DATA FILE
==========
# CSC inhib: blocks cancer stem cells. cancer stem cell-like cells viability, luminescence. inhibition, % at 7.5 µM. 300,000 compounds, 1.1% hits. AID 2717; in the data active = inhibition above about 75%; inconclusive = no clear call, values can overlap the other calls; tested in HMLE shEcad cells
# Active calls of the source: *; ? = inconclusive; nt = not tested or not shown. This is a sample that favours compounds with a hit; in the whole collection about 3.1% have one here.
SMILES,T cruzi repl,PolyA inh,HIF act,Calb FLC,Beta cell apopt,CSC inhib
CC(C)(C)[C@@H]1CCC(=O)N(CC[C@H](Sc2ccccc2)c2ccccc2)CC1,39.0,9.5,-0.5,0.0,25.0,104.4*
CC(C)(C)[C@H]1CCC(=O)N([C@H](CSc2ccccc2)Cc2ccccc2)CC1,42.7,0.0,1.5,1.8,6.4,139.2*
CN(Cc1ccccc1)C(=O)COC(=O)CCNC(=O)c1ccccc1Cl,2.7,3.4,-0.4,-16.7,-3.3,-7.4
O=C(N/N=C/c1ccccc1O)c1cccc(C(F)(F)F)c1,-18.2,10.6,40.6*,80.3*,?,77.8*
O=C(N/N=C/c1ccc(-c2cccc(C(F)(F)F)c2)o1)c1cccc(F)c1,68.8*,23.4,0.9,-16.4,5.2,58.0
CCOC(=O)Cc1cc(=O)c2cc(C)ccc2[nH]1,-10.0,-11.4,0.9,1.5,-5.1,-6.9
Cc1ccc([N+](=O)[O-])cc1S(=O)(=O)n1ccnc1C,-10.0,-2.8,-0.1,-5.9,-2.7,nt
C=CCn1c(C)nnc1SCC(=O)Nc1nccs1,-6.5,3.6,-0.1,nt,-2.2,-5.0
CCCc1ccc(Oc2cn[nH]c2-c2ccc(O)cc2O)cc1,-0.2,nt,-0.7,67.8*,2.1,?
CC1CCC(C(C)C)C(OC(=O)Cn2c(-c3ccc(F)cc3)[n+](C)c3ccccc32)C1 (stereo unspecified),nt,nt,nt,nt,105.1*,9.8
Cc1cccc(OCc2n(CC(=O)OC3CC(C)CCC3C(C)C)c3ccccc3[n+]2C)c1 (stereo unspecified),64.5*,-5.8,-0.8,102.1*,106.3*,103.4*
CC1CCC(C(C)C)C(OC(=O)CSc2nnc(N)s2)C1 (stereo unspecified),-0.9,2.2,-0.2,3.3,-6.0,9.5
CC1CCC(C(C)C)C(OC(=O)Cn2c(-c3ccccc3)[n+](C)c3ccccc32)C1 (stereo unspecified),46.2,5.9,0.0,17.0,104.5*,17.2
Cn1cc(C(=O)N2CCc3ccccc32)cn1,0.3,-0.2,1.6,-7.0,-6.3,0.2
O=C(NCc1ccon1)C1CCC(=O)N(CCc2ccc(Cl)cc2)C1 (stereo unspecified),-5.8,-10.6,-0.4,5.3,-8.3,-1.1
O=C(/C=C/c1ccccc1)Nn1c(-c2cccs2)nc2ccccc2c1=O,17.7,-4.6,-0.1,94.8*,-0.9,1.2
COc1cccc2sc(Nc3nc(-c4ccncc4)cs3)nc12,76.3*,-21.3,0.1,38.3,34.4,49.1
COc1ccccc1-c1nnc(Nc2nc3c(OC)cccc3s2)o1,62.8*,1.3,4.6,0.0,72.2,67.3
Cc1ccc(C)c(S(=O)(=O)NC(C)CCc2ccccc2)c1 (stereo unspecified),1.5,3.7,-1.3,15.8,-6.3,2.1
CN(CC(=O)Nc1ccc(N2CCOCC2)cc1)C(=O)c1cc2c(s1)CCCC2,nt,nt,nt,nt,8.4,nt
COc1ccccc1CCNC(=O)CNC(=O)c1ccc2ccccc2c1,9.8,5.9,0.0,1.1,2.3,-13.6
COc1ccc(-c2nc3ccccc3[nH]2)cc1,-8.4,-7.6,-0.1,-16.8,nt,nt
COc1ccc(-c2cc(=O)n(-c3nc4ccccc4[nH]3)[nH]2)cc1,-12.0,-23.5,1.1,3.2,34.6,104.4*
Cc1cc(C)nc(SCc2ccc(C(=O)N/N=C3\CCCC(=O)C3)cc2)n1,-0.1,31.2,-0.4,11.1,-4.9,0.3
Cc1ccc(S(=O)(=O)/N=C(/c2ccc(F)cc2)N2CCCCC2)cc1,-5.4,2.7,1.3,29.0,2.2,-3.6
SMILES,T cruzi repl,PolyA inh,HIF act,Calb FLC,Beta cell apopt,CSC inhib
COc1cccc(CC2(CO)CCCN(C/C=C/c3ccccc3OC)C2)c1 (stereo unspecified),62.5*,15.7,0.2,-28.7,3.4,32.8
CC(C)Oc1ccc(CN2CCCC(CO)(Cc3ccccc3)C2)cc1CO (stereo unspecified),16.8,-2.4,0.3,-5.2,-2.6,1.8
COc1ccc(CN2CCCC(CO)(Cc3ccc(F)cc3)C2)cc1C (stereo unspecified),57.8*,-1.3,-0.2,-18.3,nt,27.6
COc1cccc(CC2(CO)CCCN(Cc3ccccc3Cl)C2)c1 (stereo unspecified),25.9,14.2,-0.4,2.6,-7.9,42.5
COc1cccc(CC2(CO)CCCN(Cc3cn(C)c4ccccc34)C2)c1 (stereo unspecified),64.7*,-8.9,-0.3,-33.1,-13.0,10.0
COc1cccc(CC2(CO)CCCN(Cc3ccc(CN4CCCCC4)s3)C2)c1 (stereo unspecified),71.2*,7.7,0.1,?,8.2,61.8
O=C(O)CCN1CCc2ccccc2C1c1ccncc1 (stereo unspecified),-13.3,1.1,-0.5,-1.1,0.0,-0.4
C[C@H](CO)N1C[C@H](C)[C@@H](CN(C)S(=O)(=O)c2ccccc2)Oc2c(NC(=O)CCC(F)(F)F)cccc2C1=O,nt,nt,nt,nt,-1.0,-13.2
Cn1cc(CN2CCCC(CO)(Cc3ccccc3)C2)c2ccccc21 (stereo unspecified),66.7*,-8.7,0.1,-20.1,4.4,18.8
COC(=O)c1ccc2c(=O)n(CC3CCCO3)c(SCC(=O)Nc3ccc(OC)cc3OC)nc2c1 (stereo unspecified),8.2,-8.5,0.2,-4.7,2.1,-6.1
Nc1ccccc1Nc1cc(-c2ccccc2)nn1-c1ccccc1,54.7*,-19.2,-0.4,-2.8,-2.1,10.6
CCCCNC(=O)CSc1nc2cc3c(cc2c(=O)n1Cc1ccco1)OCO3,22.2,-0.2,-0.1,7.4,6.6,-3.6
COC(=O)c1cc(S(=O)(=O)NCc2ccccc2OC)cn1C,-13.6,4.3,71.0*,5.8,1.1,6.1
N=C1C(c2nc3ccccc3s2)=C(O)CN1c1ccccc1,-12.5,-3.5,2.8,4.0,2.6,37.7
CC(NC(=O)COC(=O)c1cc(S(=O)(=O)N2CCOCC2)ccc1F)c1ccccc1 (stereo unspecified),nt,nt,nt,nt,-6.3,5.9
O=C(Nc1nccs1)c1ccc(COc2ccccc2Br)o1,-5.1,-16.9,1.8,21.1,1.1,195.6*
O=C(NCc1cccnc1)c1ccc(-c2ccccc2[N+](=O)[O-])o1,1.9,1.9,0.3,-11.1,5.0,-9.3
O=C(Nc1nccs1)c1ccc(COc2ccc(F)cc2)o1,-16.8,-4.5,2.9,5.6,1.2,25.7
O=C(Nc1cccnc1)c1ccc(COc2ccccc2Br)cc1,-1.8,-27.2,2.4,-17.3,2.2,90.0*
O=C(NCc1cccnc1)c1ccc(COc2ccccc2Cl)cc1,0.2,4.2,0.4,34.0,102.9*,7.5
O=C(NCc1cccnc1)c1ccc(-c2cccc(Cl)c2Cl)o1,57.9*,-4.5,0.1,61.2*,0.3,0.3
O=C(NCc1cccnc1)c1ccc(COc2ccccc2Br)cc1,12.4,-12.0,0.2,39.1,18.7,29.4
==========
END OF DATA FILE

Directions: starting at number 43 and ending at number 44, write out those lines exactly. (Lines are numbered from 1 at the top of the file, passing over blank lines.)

N=C1C(c2nc3ccccc3s2)=C(O)CN1c1ccccc1,-12.5,-3.5,2.8,4.0,2.6,37.7
CC(NC(=O)COC(=O)c1cc(S(=O)(=O)N2CCOCC2)ccc1F)c1ccccc1 (stereo unspecified),nt,nt,nt,nt,-6.3,5.9